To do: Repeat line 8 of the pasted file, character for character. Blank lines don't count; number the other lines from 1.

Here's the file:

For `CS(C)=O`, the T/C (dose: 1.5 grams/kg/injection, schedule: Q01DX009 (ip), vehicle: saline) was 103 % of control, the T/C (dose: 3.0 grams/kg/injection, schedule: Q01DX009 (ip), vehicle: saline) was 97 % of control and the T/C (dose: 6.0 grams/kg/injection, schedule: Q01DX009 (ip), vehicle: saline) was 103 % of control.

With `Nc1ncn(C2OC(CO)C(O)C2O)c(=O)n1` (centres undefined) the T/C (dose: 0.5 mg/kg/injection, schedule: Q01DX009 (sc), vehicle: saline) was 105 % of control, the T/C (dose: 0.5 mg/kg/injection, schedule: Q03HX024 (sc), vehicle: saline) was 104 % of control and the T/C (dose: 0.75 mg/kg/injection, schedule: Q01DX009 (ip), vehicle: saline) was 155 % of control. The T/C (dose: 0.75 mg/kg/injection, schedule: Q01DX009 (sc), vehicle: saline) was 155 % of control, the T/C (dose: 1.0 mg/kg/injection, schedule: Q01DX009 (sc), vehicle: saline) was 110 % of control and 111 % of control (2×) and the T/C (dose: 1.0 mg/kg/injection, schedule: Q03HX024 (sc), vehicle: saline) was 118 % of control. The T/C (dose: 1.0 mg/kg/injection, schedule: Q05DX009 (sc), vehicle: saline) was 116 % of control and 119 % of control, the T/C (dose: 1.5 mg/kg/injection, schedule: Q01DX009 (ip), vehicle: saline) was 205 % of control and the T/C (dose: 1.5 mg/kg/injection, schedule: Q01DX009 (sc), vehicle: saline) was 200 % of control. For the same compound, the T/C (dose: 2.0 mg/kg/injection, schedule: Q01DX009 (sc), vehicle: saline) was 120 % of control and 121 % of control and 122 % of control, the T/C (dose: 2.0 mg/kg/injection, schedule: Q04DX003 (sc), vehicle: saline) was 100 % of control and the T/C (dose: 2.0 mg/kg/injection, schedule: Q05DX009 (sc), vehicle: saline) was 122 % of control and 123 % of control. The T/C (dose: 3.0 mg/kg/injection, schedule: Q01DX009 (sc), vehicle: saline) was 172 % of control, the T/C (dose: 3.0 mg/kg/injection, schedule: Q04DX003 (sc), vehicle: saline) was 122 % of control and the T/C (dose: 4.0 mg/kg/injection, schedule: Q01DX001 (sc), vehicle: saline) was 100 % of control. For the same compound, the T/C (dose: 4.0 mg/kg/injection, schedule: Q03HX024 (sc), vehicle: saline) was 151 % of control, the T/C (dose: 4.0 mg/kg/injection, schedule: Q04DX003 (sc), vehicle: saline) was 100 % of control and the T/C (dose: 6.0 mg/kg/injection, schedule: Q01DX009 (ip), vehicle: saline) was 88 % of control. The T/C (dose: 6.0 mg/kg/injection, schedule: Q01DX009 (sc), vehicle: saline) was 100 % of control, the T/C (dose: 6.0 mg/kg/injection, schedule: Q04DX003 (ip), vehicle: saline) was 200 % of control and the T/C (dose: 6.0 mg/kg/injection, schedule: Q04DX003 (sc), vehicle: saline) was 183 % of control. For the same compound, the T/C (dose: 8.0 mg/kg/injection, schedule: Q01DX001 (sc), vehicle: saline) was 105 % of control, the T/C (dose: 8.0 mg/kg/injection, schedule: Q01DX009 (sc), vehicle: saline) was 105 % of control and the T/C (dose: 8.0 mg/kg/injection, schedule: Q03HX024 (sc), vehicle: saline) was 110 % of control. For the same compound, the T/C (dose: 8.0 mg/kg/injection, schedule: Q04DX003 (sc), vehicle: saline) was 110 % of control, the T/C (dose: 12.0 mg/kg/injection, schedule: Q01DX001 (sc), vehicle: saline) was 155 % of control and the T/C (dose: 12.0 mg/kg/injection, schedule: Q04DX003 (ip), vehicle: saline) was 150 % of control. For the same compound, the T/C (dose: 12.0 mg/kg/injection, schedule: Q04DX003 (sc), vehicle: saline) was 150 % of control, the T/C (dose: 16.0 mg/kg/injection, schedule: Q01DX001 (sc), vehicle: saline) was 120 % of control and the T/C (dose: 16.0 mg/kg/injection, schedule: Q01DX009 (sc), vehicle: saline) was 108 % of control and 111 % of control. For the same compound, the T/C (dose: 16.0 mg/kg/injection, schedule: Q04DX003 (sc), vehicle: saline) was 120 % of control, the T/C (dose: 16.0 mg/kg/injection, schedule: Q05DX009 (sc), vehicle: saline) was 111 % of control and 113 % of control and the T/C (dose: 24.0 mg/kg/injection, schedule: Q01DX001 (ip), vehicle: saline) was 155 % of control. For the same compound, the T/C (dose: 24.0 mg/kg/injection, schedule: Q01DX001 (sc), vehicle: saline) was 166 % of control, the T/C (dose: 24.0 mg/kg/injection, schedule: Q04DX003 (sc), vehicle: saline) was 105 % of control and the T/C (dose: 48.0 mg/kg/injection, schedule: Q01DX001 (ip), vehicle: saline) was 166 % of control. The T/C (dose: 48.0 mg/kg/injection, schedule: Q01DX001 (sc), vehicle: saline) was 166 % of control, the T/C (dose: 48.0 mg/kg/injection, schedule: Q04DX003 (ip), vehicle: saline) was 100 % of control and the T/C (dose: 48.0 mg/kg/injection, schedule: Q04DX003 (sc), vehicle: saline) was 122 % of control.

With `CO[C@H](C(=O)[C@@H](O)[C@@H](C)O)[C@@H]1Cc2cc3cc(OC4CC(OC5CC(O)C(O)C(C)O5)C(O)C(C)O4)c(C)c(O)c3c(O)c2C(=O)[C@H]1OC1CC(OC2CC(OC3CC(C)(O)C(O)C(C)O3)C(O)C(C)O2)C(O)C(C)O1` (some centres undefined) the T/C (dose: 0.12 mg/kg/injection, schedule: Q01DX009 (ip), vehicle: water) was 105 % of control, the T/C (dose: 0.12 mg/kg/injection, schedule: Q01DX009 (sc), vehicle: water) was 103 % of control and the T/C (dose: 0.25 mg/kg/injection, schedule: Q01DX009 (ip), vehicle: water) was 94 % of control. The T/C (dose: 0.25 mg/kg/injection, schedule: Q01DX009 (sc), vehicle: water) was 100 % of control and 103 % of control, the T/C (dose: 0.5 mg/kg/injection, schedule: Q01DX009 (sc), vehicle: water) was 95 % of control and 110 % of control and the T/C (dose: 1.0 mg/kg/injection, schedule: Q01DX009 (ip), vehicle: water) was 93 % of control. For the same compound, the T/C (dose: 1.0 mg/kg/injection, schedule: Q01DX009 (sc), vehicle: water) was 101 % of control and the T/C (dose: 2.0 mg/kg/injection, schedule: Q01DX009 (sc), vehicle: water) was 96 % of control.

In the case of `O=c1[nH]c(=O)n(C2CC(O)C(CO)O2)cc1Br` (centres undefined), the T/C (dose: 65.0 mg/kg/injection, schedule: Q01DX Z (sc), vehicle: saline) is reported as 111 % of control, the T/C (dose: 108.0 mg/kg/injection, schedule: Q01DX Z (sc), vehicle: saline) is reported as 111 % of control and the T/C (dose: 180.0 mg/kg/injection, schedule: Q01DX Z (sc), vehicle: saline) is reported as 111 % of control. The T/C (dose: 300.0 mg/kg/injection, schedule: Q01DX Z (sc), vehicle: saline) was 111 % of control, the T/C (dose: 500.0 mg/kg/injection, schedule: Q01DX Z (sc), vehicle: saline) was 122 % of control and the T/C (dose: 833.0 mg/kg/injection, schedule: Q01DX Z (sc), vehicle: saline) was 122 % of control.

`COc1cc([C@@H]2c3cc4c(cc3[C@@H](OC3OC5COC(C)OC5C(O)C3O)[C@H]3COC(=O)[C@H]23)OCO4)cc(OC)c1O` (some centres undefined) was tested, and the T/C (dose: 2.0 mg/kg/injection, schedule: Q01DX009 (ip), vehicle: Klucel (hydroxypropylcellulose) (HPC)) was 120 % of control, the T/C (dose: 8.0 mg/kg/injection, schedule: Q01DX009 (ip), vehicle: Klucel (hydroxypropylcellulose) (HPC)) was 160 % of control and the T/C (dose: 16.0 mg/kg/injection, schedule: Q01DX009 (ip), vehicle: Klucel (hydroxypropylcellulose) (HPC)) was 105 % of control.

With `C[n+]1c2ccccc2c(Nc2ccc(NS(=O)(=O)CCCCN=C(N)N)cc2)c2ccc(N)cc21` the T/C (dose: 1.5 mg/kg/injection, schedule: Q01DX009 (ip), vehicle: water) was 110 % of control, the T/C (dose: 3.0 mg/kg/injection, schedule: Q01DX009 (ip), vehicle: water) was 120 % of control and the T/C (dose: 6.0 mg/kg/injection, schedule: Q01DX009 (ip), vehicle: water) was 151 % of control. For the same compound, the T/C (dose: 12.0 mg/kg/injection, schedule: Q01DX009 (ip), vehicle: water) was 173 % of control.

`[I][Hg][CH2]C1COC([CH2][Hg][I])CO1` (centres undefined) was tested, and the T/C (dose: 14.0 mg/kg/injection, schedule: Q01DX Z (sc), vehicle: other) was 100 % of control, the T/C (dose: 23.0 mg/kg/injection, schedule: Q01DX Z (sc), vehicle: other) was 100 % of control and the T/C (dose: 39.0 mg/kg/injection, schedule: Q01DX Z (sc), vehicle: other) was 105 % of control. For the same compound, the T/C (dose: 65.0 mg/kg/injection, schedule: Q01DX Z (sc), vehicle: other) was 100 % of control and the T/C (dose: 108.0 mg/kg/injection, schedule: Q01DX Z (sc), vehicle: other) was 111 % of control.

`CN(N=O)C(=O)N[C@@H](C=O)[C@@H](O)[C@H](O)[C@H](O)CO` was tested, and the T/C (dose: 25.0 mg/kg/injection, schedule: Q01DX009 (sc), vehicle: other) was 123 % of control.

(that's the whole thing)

`CN(N=O)C(=O)N[C@@H](C=O)[C@@H](O)[C@H](O)[C@H](O)CO` was tested, and the T/C (dose: 25.0 mg/kg/injection, schedule: Q01DX009 (sc), vehicle: other) was 123 % of control.